Promising New Research May Show Way To Help Declawed Cats

Declawed cats. The very idea is offensive and revolting to many pet owners, veterinarians, and animal rights activists, and rightly so. Declawing is an unnecessary amputation of the last bone of each toe, which causes ongoing problems for these cats. Those problems include arthritis, club-foot, chronic pain, and more. Those of us with declawed cats (whether we adopted them that way or had it done), who wish we could do something to help them, may be interested in this new research.

Personally, I know I’m interested. All four of our cats are declawed because we didn’t know what it actually was when we had it done. Once we learned the truth, it was too late. If there may soon be a standardized way to help them with pain and the problems the unnatural gaits that the missing bone causes, then I’m all ears.

Despite studies showing the opposite, people still report a higher rate of litter box problems with declawed cats

Many people whose cats are declawed report problems with litter box behavior. One (very strong) possible reason for the litter box problems declawed cats experience is the pain in their paws. Eventually, it’s just too painful to step and dig into cat litter – even the finest of fine-grained litters.

Dr. Ron Gaskin, a vet in Shakopee, Minnesota, may have a way to help that. He gave 18 declawed cats who were having litter box problems a two-week course of buprenorphine, which is a painkiller. Of those cats, more than 80 percent started using their boxes normally again.

There may also be a surgery that can help declawed cats

But that’s not all. What Dr. Gaskin has noticed is that declawed cats develop hyperflexion in their declawed paws, causing club-footedness and additional pain and problems. The chronic pain that declawed cats suffer gets worse over time, and raises cortisol levels, which in turn raises the risk of diabetes. So, besides the chronic pain, there are other health issues that may be linked to declawing, even if it’s not obvious at first.

There’s a surgery that Dr. Gaskin performed on 14 cats that he calls a “declaw salvage surgery.” It’s essentially a flexor tendonectomy that helps to correct the club-footedness declawing causes.

Obviously, neither of these options creates a free pass to have your cats declawed. There’s nothing out there right now that can replace the missing bones in their toes so they can walk completely normally again. In my personal opinion, though, anything that can help declawed cats live more normal, less pain-filled lives, it’s worth noticing.

Trimming Cats’ Claws: How to Do it And Why you Should

Many of us might not think about trimming our cats’ claws. This is especially true for those whose cats are well trained not to scratch up the furniture or the drapes. However, trimming cats’ claws is an important part of keeping them well groomed and healthy. Here’s why.

Trimming cats’ claws: Protection for them and you

Admittedly, we don’t trim our cats’ claws nearly as much as we should. I’ve watched Chase play on the carpet, and sometimes, his back claws get stuck. Gizmo’s claws sometimes get stuck in blankets, and they click on the hard floors when she walks. All four of our cats have claws that get pretty sharp. With Chase and Gizmo, there’s the possibility that they could injure themselves when their claws haven’t been trimmed. This is one reason why trimming cats’ claws is so important.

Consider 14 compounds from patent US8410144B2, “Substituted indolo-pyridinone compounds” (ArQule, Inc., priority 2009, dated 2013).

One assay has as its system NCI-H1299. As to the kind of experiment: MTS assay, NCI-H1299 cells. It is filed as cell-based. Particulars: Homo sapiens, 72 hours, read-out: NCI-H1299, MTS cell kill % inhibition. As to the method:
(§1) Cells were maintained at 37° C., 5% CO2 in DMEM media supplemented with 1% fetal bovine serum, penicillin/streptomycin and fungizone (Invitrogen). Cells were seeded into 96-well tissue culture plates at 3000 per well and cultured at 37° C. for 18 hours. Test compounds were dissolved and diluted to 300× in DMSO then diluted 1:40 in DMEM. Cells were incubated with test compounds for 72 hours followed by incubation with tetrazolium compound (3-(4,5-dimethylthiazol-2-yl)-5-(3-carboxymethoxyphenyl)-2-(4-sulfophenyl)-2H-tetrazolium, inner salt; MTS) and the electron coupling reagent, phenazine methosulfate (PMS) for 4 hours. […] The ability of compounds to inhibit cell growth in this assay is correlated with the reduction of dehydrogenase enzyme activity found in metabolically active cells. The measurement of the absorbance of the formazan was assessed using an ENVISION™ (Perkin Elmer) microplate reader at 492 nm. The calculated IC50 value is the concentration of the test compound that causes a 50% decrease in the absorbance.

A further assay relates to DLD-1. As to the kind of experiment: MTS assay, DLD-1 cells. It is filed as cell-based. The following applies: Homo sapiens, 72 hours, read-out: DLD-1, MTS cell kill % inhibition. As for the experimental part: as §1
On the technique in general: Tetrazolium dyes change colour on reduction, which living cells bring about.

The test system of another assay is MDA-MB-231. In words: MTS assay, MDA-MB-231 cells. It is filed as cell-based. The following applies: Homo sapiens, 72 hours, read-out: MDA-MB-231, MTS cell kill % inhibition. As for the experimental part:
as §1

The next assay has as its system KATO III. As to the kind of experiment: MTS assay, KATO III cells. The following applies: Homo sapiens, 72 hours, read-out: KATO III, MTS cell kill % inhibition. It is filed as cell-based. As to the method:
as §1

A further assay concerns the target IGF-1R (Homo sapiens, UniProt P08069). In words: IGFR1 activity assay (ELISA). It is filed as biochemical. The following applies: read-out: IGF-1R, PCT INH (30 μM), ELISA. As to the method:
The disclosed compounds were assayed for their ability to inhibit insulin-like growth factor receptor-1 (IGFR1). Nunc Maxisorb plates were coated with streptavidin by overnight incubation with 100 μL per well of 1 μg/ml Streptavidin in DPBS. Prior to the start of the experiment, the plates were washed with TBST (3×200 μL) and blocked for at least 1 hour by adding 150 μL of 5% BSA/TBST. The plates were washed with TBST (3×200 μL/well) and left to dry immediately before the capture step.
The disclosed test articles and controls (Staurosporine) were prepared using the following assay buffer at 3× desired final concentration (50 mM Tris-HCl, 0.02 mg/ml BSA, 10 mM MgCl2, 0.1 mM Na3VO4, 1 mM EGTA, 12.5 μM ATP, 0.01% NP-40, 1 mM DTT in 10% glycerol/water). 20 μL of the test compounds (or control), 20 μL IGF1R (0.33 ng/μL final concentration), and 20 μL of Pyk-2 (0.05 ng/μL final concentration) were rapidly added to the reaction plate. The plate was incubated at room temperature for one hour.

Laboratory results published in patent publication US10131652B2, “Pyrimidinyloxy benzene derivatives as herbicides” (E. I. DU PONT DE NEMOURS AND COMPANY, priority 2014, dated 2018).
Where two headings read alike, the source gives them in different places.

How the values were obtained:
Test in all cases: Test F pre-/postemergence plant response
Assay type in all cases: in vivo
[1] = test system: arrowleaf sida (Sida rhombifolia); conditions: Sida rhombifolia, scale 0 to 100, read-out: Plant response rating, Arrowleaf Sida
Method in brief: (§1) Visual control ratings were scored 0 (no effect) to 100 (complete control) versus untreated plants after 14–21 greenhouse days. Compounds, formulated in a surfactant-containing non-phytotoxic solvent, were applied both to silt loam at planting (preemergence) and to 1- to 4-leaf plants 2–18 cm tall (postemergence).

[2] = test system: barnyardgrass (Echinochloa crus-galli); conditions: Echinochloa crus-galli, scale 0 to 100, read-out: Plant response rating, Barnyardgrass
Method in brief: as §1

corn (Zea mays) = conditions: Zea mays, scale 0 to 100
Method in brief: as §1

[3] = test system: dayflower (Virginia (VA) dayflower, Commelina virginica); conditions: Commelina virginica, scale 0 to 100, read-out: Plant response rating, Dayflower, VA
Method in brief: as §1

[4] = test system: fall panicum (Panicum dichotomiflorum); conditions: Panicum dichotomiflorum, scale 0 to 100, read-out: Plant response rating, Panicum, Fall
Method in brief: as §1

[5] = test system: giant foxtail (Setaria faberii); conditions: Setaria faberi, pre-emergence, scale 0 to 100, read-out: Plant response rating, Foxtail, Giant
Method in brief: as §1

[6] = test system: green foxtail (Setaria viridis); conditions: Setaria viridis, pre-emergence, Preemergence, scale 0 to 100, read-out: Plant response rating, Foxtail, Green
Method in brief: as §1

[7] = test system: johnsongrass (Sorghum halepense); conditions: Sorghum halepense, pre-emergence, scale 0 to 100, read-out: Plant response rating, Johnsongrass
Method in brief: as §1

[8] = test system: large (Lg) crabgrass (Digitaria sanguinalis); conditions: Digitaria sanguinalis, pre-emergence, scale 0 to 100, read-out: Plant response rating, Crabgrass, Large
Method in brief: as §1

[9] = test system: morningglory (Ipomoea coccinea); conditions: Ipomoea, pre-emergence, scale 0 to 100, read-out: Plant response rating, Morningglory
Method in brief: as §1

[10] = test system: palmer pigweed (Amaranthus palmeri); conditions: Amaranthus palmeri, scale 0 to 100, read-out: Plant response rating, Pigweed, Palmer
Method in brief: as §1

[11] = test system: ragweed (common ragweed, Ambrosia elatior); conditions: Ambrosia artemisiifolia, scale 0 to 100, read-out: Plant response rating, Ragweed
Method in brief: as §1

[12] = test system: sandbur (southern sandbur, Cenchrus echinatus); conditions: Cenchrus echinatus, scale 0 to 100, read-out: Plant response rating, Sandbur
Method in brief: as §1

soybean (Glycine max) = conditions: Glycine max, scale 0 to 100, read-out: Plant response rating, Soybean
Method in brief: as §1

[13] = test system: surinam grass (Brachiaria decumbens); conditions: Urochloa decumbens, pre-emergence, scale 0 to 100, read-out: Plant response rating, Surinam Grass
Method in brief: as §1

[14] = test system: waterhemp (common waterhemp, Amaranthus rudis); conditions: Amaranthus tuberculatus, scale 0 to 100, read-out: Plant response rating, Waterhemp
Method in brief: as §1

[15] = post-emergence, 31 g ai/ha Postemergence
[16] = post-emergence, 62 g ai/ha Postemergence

Another reason why trimming cats’ claws is necessary has to do with protecting yourself. As Vetstreet points out, if you’ve got a cat that loves kneading on you, those claws are going to hurt. Kneading is one of the ways our cats show they love us and are comfortable with us, so dulling their claws by trimming them can help to make that experience much more of an enjoyable bonding experience for both of you.

Trimming cats’ claws is also a fantastic alternative to declawing. This is especially true if you’re training your cat to only scratch approved surfaces. Scratching is natural to cats, and they will do it, so it’s important that they know what they can and can’t scratch around your house. While you’re training them, though, they may still scratch your furniture, and nicely trimmed claws will help reduce the damage.

Some ways to help you trim your cats’ claws

Despite knowing why trimming cats’ claws is a good idea, it can still be a frightening prospect. A lot of cats don’t like us to play with their paws, let alone each one of their toes. Start slow, and with treats at hand. Gently touch each of your cat’s paws, and give her treats, to give her a positive association with your touch.

Don’t rush it. Make sure she’s comfortable with you handling her paws before you start clipping her claws. Because you only want to take the tip off, if you’ve got a struggling cat, you could cut too much off of her claws and hurt her, or you could end up doing worse. There has to be a certain level of trust and comfort before you try trimming cats’ claws.

If you can’t get all of her claws at once, don’t worry. Trim as many as she’ll allow, and then give her treats. Repeat the process later, until you’ve trimmed all of her claws. If this is just too much for you, and you don’t feel you can safely do this, then you can call your vet or a groomer and have them do it for you.

The bottom line is that trimming cats’ claws doesn’t just protect you and your house, it protects your cats, too. This is an important part of caring for your cat that you shouldn’t neglect.

Why Declawing Cats is Cruel and Unnecessary